- Trouble catching your breath
- Easy bleeding or bruising
- Uncontrolled nausea that prevents you from eating or drinking
- Throwing up more than twice in one day
- Redness, pain, warmth, or swelling at the IV site
- Chest pain
- Blood in the urine
- Crystals in the urine
- Feeling dizzy
Call your doctor or nurse as soon as possible if you have any of these symptoms:
- Pain in your mouth or throat that makes it hard to eat or drink
- Loose bowel movements (diarrhea) five or six times in one day or diarrhea with weakness or feeling lightheaded
- Nausea that is not relieved by prescribed medicines
- Headache that is not relieved by prescribed medicines
- Skin or eyes get yellow
- Lasting loss of appetite or weight loss of five pounds or more in one week
- Extreme tiredness that interferes with normal activities
- Rash that bothers you
Sexual Problems and Reproduction Concerns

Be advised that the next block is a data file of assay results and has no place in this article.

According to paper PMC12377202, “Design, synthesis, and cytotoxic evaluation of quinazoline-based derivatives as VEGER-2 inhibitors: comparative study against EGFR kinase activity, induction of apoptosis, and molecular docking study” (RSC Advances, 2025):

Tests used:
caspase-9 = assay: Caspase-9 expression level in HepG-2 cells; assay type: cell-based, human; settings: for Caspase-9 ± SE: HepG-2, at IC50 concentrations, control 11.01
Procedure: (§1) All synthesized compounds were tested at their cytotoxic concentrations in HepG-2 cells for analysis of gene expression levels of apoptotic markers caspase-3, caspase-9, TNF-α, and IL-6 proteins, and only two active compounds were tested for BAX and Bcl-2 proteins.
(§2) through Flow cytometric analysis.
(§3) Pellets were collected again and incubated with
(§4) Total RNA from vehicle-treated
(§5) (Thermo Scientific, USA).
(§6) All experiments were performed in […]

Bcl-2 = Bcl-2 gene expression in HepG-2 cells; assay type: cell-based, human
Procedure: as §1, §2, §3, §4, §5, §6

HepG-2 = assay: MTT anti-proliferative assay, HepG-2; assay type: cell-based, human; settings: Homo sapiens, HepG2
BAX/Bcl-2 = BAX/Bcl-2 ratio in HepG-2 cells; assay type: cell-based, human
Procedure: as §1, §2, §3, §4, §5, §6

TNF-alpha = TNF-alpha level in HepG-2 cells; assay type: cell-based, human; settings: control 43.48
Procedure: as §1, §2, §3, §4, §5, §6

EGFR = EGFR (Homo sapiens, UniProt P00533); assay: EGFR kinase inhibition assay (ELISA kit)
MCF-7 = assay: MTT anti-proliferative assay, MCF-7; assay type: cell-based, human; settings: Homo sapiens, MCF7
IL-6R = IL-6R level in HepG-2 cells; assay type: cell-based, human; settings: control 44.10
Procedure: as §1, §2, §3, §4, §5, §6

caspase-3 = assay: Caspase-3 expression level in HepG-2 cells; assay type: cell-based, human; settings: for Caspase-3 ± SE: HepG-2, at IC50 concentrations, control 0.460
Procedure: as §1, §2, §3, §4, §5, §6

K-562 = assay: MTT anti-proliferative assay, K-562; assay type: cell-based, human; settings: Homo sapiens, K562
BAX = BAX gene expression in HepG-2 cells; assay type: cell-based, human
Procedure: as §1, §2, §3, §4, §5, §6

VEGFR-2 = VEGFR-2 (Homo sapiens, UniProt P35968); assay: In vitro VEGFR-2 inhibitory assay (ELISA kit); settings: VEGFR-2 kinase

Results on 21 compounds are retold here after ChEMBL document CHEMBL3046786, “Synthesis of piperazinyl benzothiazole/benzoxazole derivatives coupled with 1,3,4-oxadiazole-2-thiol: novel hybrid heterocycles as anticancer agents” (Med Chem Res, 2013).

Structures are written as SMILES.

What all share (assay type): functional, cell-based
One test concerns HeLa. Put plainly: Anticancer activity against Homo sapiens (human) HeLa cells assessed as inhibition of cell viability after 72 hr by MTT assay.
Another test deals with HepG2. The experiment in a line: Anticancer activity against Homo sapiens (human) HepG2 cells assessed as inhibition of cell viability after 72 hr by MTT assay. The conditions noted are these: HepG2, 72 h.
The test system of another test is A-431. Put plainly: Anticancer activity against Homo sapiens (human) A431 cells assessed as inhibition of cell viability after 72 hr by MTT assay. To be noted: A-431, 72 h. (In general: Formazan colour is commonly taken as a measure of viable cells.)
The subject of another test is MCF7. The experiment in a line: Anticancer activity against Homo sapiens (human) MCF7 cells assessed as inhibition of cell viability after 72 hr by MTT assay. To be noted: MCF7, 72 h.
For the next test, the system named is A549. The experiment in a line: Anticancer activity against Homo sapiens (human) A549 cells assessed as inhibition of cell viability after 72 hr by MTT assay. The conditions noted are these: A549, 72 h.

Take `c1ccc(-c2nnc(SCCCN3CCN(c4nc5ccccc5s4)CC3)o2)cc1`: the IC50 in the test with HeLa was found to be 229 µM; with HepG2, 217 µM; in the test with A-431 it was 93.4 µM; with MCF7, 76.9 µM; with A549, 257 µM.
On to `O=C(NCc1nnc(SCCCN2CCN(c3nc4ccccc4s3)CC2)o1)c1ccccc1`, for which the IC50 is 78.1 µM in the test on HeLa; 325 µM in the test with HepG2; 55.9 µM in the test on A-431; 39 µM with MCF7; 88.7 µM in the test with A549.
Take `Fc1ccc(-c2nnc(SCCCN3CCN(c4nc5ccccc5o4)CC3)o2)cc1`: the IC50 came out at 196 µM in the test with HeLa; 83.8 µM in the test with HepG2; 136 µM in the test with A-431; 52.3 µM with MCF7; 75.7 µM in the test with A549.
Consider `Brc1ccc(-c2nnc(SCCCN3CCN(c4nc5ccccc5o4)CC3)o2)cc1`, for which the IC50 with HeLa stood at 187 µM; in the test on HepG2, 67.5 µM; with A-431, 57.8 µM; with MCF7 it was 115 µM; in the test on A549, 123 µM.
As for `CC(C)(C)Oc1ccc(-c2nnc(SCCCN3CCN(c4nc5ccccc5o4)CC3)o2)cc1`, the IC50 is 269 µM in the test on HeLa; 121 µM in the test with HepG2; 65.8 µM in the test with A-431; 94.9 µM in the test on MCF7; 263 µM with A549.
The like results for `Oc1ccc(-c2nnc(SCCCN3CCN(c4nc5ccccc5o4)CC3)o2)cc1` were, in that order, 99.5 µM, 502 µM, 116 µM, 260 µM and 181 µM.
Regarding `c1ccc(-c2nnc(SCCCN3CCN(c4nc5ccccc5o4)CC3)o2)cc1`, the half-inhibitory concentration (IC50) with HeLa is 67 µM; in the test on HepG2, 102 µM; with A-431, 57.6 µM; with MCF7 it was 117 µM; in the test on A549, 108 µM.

- Infertility warning: Sexual problems and reproduction concerns may happen. In both men and women, this drug may affect your ability to have children. This cannot be determined before your treatment. Talk with your doctor or nurse if you plan to have children. Ask for information on sperm or egg banking.
- In men, this drug may interfere with your ability to make sperm, but it should not change your ability to have sexual relations.
- In women, menstrual bleeding may become irregular or stop while you are getting this drug. Do not assume that you cannot become pregnant if you do not have a menstrual period.
- Women may go through signs of menopause (change of life) like vaginal dryness or itching. Vaginal lubricants can be used to lessen vaginal dryness, itching, and pain during sexual relations.
- Genetic counseling is available for you to talk about the effects of this drug therapy on future pregnancies. Also, a genetic counselor can look at the possible risk of problems in the unborn baby due to this medicine if an exposure happens during pregnancy.
- Pregnancy warning: This drug may have harmful effects on the unborn child, so effective methods of birth control should be used during your cancer treatment.
- Breast feeding warning: Women are advised not to breast feed during treatment because this drug could enter the breast milk and seriously harm a breast feeding infant.
Revised August 2014